The Washington Post

Gaithersburg LB Kamonte Carter developing into elite prospect

After his top two quarterbacks were injured late in the season, Gaithersburg Coach Kreg Kephart had no choice but to insert young Kamonte Carter under center last fall. The trial by fire for Carter lasted just two games, partly because Kephart needed his prized sophomore at other positions around the field.

The 6-foot-4, 230-pound Carter can play in the backfield, in the slot or at quarterback; he will be one of Montgomery County’s best linebacker prospects next season, although he may also see time at defensive end. It’s exactly that type of versatility that schools have been targeting in Carter, who said he holds offers from North Carolina State, East Carolina, Maryland, West Virginia, Penn State. The latest, Nebraska, materialized just last week.

“I know there’s a big past history of winning and it’s a big name school out there,” said Carter of the Cornhuskers.

He visited East Carolina two weeks ago, and plans to go back South soon to see North Carolina and N.C. State for unofficial visits. Over the past year, he has watched teammate Solomon Vault make the jump as an underclassmen with legitimate upside to become a star recruit out of Maryland; Carter might already be both. The question is where he will play. College coaches have been scouting him on both sides of the ball, looking at Carter as an “athlete” more than at any one specific position.

His father, Aaron Carter, is the defensive coordinator at Gaithersburg, which finished 3-7 last fall. Vault was one of the lone bright spots on a club riddled by injury, and the defense is looking to make strides after giving up 30 or more points in five games. Carter’s development should go a long way in the 4-3 scheme, as should the relationship between father and son on the field.

“It’s a dream come true,” Kamonte Carter said of playing for his father. “I know he’s going to push me but at the same time, I know it’s all there, and love and family at the end of the day. We’re all still family.”

His offensive position hasn’t been set yet, but Carter could figure in anywhere. He can run the ball (rushed for 40 yards at quarterback against Clarksburg), throw (127 yards and one touchdown against Northwest), and Kephart also has the option of playing him at receiver or tight end.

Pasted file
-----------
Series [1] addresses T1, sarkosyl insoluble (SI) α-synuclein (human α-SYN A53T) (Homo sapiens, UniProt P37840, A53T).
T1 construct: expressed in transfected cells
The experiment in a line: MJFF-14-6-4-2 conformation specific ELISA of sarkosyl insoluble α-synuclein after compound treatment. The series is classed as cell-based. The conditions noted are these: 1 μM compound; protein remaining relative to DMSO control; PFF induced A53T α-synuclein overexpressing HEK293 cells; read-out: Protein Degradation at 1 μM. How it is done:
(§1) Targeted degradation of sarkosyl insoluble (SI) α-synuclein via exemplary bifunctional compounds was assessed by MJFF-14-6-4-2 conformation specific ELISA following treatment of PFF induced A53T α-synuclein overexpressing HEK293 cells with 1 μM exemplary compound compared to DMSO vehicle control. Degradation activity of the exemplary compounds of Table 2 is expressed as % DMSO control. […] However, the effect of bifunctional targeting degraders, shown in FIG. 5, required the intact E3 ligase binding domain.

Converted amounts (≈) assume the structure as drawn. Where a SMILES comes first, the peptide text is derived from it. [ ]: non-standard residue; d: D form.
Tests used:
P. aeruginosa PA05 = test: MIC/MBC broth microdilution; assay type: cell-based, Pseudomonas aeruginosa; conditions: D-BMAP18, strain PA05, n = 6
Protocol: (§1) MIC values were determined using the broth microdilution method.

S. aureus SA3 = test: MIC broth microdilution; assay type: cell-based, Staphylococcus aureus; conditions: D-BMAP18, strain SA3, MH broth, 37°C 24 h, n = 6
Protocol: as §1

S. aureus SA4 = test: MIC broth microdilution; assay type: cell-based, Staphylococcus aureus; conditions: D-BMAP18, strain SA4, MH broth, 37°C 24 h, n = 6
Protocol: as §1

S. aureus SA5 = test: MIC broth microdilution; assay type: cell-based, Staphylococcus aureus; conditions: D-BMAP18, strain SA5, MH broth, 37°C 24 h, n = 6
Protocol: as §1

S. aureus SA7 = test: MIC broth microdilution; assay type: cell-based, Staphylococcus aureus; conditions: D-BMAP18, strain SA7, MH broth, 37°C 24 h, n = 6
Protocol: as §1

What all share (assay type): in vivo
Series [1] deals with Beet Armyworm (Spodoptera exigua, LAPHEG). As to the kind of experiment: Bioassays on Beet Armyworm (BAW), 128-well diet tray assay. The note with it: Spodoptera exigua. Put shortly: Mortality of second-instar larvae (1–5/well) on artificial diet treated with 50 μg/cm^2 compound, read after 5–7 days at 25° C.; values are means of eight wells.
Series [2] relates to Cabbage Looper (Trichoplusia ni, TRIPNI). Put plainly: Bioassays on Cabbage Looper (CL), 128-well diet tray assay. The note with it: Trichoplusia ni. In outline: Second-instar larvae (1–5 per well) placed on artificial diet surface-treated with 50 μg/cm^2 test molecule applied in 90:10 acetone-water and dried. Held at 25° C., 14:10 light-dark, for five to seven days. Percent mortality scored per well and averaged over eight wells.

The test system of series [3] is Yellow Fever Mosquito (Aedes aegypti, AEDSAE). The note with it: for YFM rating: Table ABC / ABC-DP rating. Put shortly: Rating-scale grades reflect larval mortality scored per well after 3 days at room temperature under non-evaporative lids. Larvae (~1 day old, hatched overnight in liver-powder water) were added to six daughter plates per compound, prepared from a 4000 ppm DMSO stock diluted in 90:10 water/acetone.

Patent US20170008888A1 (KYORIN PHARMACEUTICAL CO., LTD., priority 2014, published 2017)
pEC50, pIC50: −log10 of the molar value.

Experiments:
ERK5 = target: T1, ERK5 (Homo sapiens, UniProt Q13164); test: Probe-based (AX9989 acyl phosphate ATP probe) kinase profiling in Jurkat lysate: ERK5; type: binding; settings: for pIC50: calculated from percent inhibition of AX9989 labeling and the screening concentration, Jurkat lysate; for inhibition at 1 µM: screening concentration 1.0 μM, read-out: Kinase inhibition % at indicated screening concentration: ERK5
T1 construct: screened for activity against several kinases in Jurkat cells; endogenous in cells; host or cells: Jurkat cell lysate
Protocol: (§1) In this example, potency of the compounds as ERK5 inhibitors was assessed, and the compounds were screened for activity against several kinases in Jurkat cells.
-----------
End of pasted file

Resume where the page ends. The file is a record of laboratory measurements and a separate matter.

“Honestly, I believe we have a great chance of going to states next year,” Carter said. “We have a lot of key people coming back, 15 returning (starters), so I really believe we have the chance to be up with there with the best of them next year.”

The number of singles matches Gonzaga’s Anton Zykov played in four years at the school, winning them all. He won his fourth straight WCAC No. 1 singles crown Wednesday at the league finals in Olney, beating Paul VI’s James Howanitz 10-1. Gonzaga swept all six singles matches and three doubles matches to win its fourth consecutive title.


— O’Connell basketball star Junior Etou committed to Rutgers Wednesday, reuniting the forward with his former AAU coach Eddie Jordan.

— The NCAA’s Board of Directors will meet in Indianapolis this morning to reconsider legislation on communication between coaches and recruits, an issue that has intensified over recent weeks.

— After ruminating all day about her opponent, Westfield girls’ lacrosse player Molly O’Sullivan turned in a dominant performance in the ninth-ranked Bulldogs’ victory over Centreville Wednesday night.


Boys’ Soccer: No. 8 T.C. Williams at No. 6 W.T. Woodson, 7 p.m.

Tonight’s matchup between the Titans (8-2-2, 3-0-1) and Cavaliers (8-2-2, 4-1) could be the pivotal game in a AAA Patriot District race that has been essentially whittled down to three teams heading into the last week of the regular season. W.T. Woodson is arguably the hotter team, having scored nine goals in its last two games.

Have a high school sports question? Start a new thread in our forums and I’ll do my best to weigh in. (Click on ‘New Topic‘ to start your thread.)

Roman Stubbs covers the University of Maryland athletics for The Washington Post.



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Brandon Parker · May 1, 2013